Heinous Envy: Mitt Romney Campaign Totally Amped About Drawing A ‘Big’ Crowd One Night
Didn’t Republicans used to make fun of adoring throngs at political rallies? You may have suspected all along that this was merely an expression of jealousy, and Mitt Romney‘s presidential campaign has just confirmed that. In a new web ad entitled “Red Rocks,” the Romney/Ryan campaign quick-cuts its way through one campaign event that drew so many Coloradans that there were (gasp!) traffic jams, and people actually turned away from the Kid Rock-enhanced October 23 event at the (government-owned and operated) Red Rocks Amphitheatre. That Mitt Romney must be some kinda rock stah to draw a throng of… 10,000 people.
Ten thousand people? You know what the Obama campaign calls a crowd of 10,000 people? A slow day at the phone bank. The Romney campaign was so jazzed by this one crowd that they based a zazz-filled campaign ad around it. President Obama drew a larger crowd the next day. In Denver. Without Kid Rock. Without Kid Rock!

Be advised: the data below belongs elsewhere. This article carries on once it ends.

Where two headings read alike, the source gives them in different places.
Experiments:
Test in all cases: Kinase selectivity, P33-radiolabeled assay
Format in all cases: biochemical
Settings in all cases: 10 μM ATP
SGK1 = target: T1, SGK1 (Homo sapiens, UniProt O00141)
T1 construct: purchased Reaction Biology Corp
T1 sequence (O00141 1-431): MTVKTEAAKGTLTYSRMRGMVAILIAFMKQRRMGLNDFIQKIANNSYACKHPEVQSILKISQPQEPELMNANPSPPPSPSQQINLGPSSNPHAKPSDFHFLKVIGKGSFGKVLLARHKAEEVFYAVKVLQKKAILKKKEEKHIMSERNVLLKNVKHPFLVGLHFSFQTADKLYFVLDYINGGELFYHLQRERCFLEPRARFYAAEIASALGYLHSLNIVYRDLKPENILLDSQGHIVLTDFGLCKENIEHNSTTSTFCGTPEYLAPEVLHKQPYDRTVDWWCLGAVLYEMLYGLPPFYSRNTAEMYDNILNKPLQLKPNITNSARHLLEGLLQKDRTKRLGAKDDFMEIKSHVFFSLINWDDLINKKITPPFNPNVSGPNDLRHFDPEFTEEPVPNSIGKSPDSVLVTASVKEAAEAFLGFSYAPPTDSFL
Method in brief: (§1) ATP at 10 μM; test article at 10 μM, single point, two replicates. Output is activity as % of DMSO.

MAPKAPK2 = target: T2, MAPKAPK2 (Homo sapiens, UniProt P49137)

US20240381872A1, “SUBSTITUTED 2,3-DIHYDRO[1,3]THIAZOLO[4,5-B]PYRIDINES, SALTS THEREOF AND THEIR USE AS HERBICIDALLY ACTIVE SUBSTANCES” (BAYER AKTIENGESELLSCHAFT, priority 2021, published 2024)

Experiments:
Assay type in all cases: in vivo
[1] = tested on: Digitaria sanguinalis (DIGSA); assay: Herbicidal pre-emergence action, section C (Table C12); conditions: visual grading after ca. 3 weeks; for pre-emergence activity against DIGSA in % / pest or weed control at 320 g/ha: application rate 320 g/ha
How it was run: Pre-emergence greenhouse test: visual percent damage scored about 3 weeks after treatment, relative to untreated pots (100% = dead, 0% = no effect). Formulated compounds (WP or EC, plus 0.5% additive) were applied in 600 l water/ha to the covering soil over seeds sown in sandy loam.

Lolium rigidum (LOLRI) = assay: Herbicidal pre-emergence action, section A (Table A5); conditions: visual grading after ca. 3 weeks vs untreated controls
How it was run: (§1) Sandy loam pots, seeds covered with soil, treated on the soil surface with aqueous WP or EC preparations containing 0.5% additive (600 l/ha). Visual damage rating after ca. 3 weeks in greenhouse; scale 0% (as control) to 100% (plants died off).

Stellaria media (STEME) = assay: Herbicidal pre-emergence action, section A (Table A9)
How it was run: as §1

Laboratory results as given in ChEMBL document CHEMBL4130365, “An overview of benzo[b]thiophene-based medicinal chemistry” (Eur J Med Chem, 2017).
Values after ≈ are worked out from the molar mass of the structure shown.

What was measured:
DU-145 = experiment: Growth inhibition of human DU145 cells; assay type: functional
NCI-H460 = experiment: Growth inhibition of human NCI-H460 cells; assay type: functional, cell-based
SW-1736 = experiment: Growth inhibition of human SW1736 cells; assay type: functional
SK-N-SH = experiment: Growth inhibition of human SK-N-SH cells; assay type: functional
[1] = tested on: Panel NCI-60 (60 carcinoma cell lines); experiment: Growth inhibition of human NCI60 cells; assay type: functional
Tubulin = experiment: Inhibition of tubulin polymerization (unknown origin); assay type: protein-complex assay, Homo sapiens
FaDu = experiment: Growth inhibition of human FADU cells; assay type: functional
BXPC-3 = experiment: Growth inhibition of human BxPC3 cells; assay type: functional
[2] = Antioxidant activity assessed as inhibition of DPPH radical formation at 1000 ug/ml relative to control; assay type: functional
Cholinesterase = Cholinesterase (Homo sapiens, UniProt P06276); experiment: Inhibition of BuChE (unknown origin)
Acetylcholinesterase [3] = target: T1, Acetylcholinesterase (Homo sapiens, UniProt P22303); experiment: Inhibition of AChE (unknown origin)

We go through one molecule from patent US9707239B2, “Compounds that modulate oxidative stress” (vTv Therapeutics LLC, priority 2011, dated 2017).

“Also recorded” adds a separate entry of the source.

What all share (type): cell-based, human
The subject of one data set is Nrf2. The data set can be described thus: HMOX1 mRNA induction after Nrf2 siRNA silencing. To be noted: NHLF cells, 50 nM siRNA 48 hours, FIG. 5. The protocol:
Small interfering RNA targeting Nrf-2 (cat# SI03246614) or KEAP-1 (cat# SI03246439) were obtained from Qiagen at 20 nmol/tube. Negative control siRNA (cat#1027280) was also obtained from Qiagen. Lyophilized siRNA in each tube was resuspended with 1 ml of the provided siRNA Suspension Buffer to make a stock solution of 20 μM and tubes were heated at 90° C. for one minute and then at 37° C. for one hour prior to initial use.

Whining about the crowds at rallies is something of a cottage industry among conservatives, but this ad is aimed at more than just the paranoiac Cheeto brigade. The Obama campaign has expended a lot of energy pushing back against the idea of Mittmentum, which this ad aims to further create out of the thin Denver air. President Obama holds a slim lead in the state, but like most of this race, the upshot is that it will be extremely close. The Romney campaign’s momentum argument is meant to sway whatever slice of “undecided” voters are just waiting to vote for the candidate they think is going to win, presumably so they can brag about it to their cats.
The Obama campaign, for their part, has been messaging, to the press, that the Romney campaign is “desperate,” that they know they’re going to lose, and while this video does have the delusional quality of a tone-deaf garage band fawning over their own demo tape, the truth is that neither campaign has any reason to relax, even a little bit. Just about every aspect of this election is completely unprecedented, including the fact that it will be conducted in the aftermath of the Storm of the Century.
In fairness, Romney supporters, on balance, have more to be happy about at this point, since their candidate was headed across the River Styx on a flaming barge a month ago, before that first debate saved his bacon. There’s no denying he had momentum then, but it carried him as far as it was going to several weeks ago. This race, and Mitt Romney’s presidency, are about as evitable as it gets right now.
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